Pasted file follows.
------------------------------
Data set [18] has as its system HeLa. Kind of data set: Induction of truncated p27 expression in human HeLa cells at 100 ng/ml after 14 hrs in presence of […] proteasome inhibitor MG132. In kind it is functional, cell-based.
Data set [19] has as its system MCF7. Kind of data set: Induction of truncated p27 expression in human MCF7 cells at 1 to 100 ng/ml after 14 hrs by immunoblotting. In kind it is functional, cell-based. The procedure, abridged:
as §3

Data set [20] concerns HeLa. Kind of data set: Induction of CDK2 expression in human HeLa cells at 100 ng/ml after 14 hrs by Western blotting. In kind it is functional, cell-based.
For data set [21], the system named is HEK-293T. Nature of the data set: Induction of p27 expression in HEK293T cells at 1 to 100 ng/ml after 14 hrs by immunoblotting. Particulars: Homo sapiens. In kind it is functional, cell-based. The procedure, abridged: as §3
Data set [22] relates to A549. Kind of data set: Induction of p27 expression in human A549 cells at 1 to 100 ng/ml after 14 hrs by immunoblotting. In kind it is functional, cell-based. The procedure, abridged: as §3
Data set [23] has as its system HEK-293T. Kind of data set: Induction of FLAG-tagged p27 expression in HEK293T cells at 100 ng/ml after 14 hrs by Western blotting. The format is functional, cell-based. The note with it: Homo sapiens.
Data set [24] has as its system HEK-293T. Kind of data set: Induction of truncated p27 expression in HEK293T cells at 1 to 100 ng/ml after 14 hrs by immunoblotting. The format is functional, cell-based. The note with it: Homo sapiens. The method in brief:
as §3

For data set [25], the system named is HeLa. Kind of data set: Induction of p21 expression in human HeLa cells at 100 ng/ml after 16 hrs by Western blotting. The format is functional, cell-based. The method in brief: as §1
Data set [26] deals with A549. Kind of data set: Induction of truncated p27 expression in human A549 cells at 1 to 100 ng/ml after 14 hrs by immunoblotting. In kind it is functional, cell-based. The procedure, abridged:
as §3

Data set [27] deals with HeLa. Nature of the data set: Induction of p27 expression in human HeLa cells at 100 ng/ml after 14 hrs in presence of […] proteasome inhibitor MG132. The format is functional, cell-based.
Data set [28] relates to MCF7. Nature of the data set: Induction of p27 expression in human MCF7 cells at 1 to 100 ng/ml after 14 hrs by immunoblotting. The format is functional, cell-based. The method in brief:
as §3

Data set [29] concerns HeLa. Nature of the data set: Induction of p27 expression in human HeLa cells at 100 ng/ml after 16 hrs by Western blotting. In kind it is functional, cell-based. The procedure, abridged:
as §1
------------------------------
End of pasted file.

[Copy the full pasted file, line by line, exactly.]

Data set [18] has as its system HeLa. Kind of data set: Induction of truncated p27 expression in human HeLa cells at 100 ng/ml after 14 hrs in presence of […] proteasome inhibitor MG132. In kind it is functional, cell-based.
Data set [19] has as its system MCF7. Kind of data set: Induction of truncated p27 expression in human MCF7 cells at 1 to 100 ng/ml after 14 hrs by immunoblotting. In kind it is functional, cell-based. The procedure, abridged:
as §3

Data set [20] concerns HeLa. Kind of data set: Induction of CDK2 expression in human HeLa cells at 100 ng/ml after 14 hrs by Western blotting. In kind it is functional, cell-based.
For data set [21], the system named is HEK-293T. Nature of the data set: Induction of p27 expression in HEK293T cells at 1 to 100 ng/ml after 14 hrs by immunoblotting. Particulars: Homo sapiens. In kind it is functional, cell-based. The procedure, abridged: as §3
Data set [22] relates to A549. Kind of data set: Induction of p27 expression in human A549 cells at 1 to 100 ng/ml after 14 hrs by immunoblotting. In kind it is functional, cell-based. The procedure, abridged: as §3
Data set [23] has as its system HEK-293T. Kind of data set: Induction of FLAG-tagged p27 expression in HEK293T cells at 100 ng/ml after 14 hrs by Western blotting. The format is functional, cell-based. The note with it: Homo sapiens.
Data set [24] has as its system HEK-293T. Kind of data set: Induction of truncated p27 expression in HEK293T cells at 1 to 100 ng/ml after 14 hrs by immunoblotting. The format is functional, cell-based. The note with it: Homo sapiens. The method in brief:
as §3

For data set [25], the system named is HeLa. Kind of data set: Induction of p21 expression in human HeLa cells at 100 ng/ml after 16 hrs by Western blotting. The format is functional, cell-based. The method in brief: as §1
Data set [26] deals with A549. Kind of data set: Induction of truncated p27 expression in human A549 cells at 1 to 100 ng/ml after 14 hrs by immunoblotting. In kind it is functional, cell-based. The procedure, abridged:
as §3

Data set [27] deals with HeLa. Nature of the data set: Induction of p27 expression in human HeLa cells at 100 ng/ml after 14 hrs in presence of […] proteasome inhibitor MG132. The format is functional, cell-based.
Data set [28] relates to MCF7. Nature of the data set: Induction of p27 expression in human MCF7 cells at 1 to 100 ng/ml after 14 hrs by immunoblotting. The format is functional, cell-based. The method in brief:
as §3

Data set [29] concerns HeLa. Nature of the data set: Induction of p27 expression in human HeLa cells at 100 ng/ml after 16 hrs by Western blotting. In kind it is functional, cell-based. The procedure, abridged:
as §1